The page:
Coffee & Treats in District of Columbia

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To say Capital Teas? founders, Manelle and Peter Martino, know tea might be a bit of an understatement. Fifth-generation tea merchant Manelle?s great-great-grandfather, Francis Van Reyk, was a Dutch tea planter who immigrated in the 1870s to present-day Sri Lanka, where he planted and managed the Diyagama Tea Estate, from which the Martinos now source their Great Grandfather?s tea. Manelle?s family has been in the tea trade ever since, a tradition she has carried to her own specialty tea business, which has boutique locations throughout the Washington D.C., Northern Virginia and Maryland area. Additionally, Peter has become a popular speaker at World Tea Expos, where he frequently educates and inspires the tea world.

In addition to tea from Sri Lanka, Capital Teas carries more than 200 loose teas and herbal infusions from 18 countries including India, China, Japan, Malawi, and Kenya. A sniffing wall dispenses wafts of black, oolong, and green teas, and knowledgeable employees drift around the store?s tasting stations to explain each flavor?s nuances.

Capital Teas also pairs customers with accompaniments such as teapots, infusers, treats, and artisanal honey. In-store patrons may sample free tea samples?which are brewed fresh daily?while online purchasers receive a free sample with every order.

1625 Connecticut Avenue Northwest
Washington,
DC
US

To say Capital Teas? founders, Manelle and Peter Martino, know tea might be a bit of an understatement. Fifth-generation tea merchant Manelle?s great-great-grandfather, Francis Van Reyk, was a Dutch tea planter who immigrated in the 1870s to present-day Sri Lanka, where he planted and managed the Diyagama Tea Estate, from which the Martinos now source their Great Grandfather?s tea. Manelle?s family has been in the tea trade ever since, a tradition she has carried to her own specialty tea business, which has boutique locations throughout the Washington D.C., Northern Virginia and Maryland area. Additionally, Peter has become a popular speaker at World Tea Expos, where he frequently educates and inspires the tea world.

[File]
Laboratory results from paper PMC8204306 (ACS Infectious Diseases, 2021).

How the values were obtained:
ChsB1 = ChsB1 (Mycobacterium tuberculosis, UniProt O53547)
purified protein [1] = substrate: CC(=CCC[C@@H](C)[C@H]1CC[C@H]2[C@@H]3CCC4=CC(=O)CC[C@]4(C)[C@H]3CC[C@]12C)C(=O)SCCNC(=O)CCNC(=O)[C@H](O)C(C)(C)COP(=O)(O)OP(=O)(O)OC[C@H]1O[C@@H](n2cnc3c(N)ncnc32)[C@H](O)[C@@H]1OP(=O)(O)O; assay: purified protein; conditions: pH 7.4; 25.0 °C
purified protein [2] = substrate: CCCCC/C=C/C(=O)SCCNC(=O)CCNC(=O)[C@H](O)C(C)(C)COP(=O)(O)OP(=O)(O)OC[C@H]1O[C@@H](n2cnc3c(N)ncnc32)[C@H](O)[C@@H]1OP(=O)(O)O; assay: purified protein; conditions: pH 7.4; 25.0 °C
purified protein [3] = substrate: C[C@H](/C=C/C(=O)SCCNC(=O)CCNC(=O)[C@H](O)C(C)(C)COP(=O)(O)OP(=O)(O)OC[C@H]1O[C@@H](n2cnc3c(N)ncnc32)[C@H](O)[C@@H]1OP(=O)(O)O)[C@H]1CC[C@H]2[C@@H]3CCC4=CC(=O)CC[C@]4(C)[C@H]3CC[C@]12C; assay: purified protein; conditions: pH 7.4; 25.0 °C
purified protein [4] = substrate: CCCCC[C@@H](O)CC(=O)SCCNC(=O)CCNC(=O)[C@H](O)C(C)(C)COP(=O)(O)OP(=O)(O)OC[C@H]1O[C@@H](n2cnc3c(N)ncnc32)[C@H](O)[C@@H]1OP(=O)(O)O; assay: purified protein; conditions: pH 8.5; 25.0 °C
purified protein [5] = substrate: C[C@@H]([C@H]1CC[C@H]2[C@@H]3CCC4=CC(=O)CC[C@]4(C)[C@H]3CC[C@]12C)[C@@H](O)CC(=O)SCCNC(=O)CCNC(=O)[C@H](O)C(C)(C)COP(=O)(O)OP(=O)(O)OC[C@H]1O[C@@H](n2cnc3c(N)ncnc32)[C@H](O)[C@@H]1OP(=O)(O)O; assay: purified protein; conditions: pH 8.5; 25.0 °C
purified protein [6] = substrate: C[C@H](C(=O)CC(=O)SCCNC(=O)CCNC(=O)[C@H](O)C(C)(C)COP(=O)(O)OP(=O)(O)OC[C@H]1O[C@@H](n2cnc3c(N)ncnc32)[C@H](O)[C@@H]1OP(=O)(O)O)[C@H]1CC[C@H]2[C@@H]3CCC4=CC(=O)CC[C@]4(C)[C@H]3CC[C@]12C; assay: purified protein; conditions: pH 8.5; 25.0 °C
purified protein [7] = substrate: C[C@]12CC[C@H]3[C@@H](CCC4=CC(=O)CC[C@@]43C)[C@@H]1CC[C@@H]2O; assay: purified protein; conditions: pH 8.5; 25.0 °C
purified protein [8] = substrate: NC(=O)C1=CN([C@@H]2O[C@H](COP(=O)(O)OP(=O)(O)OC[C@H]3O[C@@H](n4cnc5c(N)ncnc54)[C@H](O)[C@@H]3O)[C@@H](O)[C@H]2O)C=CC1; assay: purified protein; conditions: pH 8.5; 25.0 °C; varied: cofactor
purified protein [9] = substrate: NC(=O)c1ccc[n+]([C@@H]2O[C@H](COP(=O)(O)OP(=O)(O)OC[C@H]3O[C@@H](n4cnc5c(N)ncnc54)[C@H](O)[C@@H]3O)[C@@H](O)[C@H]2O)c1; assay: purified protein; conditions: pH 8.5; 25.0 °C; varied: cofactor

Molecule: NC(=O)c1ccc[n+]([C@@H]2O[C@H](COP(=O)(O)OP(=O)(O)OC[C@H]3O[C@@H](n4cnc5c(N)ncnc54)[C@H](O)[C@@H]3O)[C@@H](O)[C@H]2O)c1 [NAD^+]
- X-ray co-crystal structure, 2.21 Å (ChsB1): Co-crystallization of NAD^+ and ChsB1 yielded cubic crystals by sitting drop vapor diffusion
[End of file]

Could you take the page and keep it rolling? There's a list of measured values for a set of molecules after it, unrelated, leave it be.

In addition to tea from Sri Lanka, Capital Teas carries more than 200 loose teas and herbal infusions from 18 countries including India, China, Japan, Malawi, and Kenya. A sniffing wall dispenses wafts of black, oolong, and green teas, and knowledgeable employees drift around the store?s tasting stations to explain each flavor?s nuances.

Capital Teas also pairs customers with accompaniments such as teapots, infusers, treats, and artisanal honey. In-store patrons may sample free tea samples?which are brewed fresh daily?while online purchasers receive a free sample with every order.

1614 Wisconsin Ave NW
Washington,
DC
US

Though the design in Fire & Sage’s dining room exudes modern elegance, the eatery’s kitchen relies on a decidedly more Old-World device: a wood-fired brick oven. Serving as the kitchen’s cornerstone, the oven bakes signature flatbread pizzas whose flavors range from the classic pairing of mozzarella and basil to an eclectic mélange of sopressa, pepperoni, chorizo, and goat cheese. These upscale twists on finger food represent Executive Chef Stephen Malfatti’s entire menu of refined American classics such as crab-cake sliders on potato rolls, sage-marinated organic chicken over sweet-potato risotto, and sea scallops topped with wild-mushroom ragout. As a starter, the gooey artichoke dip was described as “so generous with lump crab, we imagine it comes from the recipe files of Daddy Warbucks,” by the Washington Post. Regional microbrews join domestic and international beers on the drink menu, which also boasts eight signature cocktails ranging from a tiramisu martini to a cucumber-based concoction with Skinnygirl vodka. Inside the Washington Marriott at Metro Center, diners sit at high-top tables in the bar area or in plush, lime-green booths with giraffe-print accents in the dining room. The colorful booths and chairs play elegantly against the golden-hued wood of the walls and floors, all of which are illuminated by oversize hanging lamps.